Life with Down Syndrome

I was walking through Target once, many years ago, pushing my cart with my two little boys when I saw her.  She was a mother with a little boy about Alex’s age.  She was pushing her cart through just like I was and I felt sorry for her.  While I sat there with my two very healthy little boys, her son had Down Syndrome.  This wasn’t the first time that I saw and felt sorry for a mother who had a child with Down Syndrome and it wasn’t going to be the last.

After PJ was born I did a lot of reading about Down Syndrome and I remember reading from one parent “If I had known then what I know now, I wouldn’t have been so sad at the beginning.”  I read that and didn’t believe him.  I couldn’t quite understand.  Although I have had some experience with children with Down Syndrome, I was pretty ignorant.  I didn’t even know that you don’t call them Down’s kids, but instead a child with Down Syndrome.  For those of you who don’t understand this, it’s because you want to focus on the child, not the syndrome.  You wouldn’t call a child with a broken leg a broken leg kid, right?  You would call him a child with a broken leg.  PJ is a sweet little boy who just happens to have Down Syndrome.  But first and foremost, he is PJ, my baby, part of our family.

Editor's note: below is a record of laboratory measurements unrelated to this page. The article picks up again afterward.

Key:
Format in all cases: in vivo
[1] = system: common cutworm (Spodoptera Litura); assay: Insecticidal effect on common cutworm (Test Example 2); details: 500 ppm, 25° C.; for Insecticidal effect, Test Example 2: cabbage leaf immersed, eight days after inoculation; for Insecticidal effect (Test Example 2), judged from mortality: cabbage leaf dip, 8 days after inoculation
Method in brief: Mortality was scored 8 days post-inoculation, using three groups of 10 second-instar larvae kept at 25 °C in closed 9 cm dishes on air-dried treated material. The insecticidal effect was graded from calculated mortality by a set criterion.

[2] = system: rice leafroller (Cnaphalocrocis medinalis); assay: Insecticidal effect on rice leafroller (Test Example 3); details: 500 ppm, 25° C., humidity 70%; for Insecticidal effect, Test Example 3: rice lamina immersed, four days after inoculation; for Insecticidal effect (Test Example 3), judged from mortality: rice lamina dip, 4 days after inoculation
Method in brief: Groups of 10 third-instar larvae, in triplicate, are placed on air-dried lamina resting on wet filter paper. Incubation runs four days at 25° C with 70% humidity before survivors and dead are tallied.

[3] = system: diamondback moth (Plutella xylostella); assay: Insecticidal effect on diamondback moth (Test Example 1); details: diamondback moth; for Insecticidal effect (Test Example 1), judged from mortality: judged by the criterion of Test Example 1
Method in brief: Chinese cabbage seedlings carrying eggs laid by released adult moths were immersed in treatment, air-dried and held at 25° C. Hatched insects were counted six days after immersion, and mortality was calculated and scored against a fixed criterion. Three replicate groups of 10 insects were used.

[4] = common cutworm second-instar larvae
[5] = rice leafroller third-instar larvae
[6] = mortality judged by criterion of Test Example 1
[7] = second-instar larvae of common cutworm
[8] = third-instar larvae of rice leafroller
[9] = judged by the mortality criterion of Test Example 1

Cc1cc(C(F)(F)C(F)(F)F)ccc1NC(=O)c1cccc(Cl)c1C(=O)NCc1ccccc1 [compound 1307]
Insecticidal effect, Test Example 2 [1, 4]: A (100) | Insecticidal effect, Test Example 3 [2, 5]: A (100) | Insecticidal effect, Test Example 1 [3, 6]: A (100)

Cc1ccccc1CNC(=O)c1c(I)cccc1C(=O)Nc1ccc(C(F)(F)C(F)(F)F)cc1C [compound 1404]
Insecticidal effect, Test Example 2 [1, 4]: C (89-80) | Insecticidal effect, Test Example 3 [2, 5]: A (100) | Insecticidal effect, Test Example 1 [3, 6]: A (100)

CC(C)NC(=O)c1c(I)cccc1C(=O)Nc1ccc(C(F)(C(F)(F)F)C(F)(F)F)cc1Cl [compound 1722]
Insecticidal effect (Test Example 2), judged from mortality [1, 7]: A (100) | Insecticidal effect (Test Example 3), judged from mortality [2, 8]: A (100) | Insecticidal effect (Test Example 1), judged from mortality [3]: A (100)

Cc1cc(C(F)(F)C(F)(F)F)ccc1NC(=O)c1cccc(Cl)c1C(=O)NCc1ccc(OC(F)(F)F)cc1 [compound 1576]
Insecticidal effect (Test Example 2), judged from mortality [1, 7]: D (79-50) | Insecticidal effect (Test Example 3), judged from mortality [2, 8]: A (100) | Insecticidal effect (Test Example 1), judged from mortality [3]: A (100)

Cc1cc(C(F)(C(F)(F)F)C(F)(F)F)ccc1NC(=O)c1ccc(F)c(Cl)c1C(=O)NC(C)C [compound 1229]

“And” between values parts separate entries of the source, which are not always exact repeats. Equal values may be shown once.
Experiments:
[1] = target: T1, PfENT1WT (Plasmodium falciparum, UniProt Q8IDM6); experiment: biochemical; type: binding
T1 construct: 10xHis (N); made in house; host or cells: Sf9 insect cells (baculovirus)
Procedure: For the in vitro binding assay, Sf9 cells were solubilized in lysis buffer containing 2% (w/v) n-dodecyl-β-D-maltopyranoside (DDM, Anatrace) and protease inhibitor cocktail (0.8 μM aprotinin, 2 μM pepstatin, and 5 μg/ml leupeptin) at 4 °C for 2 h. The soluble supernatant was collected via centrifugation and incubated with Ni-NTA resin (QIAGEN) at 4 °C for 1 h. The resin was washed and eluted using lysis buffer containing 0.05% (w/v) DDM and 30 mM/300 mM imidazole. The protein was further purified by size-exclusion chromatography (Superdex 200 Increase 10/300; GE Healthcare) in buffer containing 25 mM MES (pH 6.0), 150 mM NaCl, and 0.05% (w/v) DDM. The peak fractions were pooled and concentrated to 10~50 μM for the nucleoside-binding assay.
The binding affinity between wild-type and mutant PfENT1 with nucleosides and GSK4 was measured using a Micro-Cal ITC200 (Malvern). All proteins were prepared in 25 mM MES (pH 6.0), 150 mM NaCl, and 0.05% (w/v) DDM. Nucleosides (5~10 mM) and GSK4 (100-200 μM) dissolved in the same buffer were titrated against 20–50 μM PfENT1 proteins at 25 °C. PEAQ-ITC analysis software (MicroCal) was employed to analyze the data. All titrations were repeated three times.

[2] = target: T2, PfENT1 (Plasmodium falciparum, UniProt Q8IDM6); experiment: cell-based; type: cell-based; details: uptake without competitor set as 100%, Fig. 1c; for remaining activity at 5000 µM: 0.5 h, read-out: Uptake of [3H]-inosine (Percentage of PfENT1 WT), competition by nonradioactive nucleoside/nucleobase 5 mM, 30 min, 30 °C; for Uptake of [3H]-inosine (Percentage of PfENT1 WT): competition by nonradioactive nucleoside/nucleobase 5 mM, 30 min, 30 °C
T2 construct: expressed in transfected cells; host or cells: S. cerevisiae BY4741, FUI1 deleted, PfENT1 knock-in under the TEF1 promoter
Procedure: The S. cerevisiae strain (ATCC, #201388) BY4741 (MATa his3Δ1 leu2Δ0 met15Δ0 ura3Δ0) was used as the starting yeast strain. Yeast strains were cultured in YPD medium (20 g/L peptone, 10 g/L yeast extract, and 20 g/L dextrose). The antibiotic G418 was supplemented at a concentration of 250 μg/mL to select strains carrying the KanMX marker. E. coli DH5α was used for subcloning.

Now I am that mom that people will look at in Target and feel sorry for.  But I don’t want anyone feeling sorry for me.  There is nothing to feel sorry about.  I feel blessed.  There isn’t much difference between having a baby with Down Syndrome or one without.  You still stare at your baby when they are asleep in your arms.  You still hold them a little bit longer just to smell their sweet little heads.  You still rejoice at the sound of their laugh and your heart soars whenever they smile at you.  You still celebrate every milestone, maybe even more so if your child has Down Syndrome.

This summer I was at our local pool with Kathleen and her girls.  We saw a mother who had a little boy, about three years old, with Down Syndrome.  We both just kept staring at them all afternoon.  I wanted to go up and introduce myself to this mother but I didn’t.  I wish I had though.  I wonder if she saw us staring and I hope that if she did she didn’t feel it was because we felt sorry for her.  We were both just watching because what we saw was a mother playing with her little boy.  He was going under water and blowing bubbles and having fun just like all of the other kids there.  Seeing him actually made me feel better about what the future holds.

So the next time you are walking through Target and you see a mom with a child who has Down Syndrome, don’t feel sorry for her.  And don’t look down or look away.  Look at her and her child and smile.  Let her know that her child is beautiful.  And if you smile at the child don’t be surprised when you get a huge smile back.

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1 Comment (+add yours?)

  1. Kathleen
    Oct 11, 2011 @ 11:55:18

    BEAUTIFUL!
    My name is Kathleen and I am a friend from the IA group! Hope things went smooth for Patrick today. He is a doll! Enjoy him forever!

    Kathleen

    Reply

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